Pity those—adventurers, adolescents, authors of young adult fiction—who make their way in the borderland between worlds. It is at worst an invisible and at best an inhospitable place. Build your literary house on the borderlands, as the English writer Philip Pullman has done, and you may find that your work is recommended by booksellers, as a stopgap between installments of Harry Potter, to children who cannot (one hopes) fully appreciate it, and to adults, disdainful or baffled, who “don’t read fantasy.” Yet all mystery resides there, in the margins, between life and death, childhood and adulthood, Newtonian and quantum, “serious” and “genre” literature. And it is from the confrontation with mystery that the truest stories have always drawn their power.
Like a house on the borderlands, epic fantasy is haunted: by a sense of lost purity and grandeur, deep wisdom that has been forgotten, Arcadia spoilt, the debased or diminished stature of modern humankind; by a sense that the world, to borrow a term from John Clute, the Canadian-born British critic of fantasy and science fiction, has “thinned.” This sense of thinning—of there having passed a Golden Age, a Dreamtime, when animals spoke, magic worked, children honored their parents, and fish leapt filleted into the skillet—has haunted the telling of stories from the beginning. The words “Once upon a time” are in part a kind of magic formula for invoking the ache of this primordial nostalgia.
But serious literature, so called, regularly traffics in the same wistful stuff. One encounters the unassuageable ache of the imagined past, for example, at a more or less implicit level, in American writers from Cooper and Hawthorne through Faulkner and Chandler, right down to Steven Millhauser and Jonathan Franzen. Epic fantasy distills and abstracts the idea of thinning—maps it, so to speak; but at its best the genre is no less serious or literary than any other. Yet epic fantasies, whether explicitly written for children or not, tend to get sequestered in their own section of the bookstore or library, clearly labeled to protect the unsuspecting reader of naturalistic fiction from making an awkward mistake. Thus do we consign to the borderlands our most audacious retellings of what is arguably one of the two or three primal human stories: the narrative of Innocence, Experience, and, straddling the margin between them, the Fall.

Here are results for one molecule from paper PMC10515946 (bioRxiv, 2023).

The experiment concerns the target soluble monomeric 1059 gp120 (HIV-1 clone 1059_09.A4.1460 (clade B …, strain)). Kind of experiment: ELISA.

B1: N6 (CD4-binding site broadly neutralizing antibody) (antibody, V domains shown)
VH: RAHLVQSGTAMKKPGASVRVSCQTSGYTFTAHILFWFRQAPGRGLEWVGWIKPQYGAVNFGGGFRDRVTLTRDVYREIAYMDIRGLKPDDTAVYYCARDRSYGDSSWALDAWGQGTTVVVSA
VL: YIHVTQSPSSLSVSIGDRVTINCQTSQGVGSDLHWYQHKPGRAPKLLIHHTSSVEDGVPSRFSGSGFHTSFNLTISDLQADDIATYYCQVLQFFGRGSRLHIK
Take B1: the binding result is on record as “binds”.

Any list of the great British works of epic fantasy must begin with Paradise Lost, with its dark lord, cursed tree, invented cosmology and ringing battle scenes, its armored angelic cavalries shattered by demonic engines of war. But most typical works of contemporary epic fantasy have (consciously at least) followed Tolkien’s model rather than Milton’s, dressing in Norse armor and Celtic shadow the ache of Innocence Lost, and then, crucially, figuring it as a landscape, a broken fairyland where brazen experience has replaced the golden days of innocence; where, as in the Chronicles of Narnia, it is “always winter and never Christmas.”
A recent …
Please choose from one of the options below to access this article: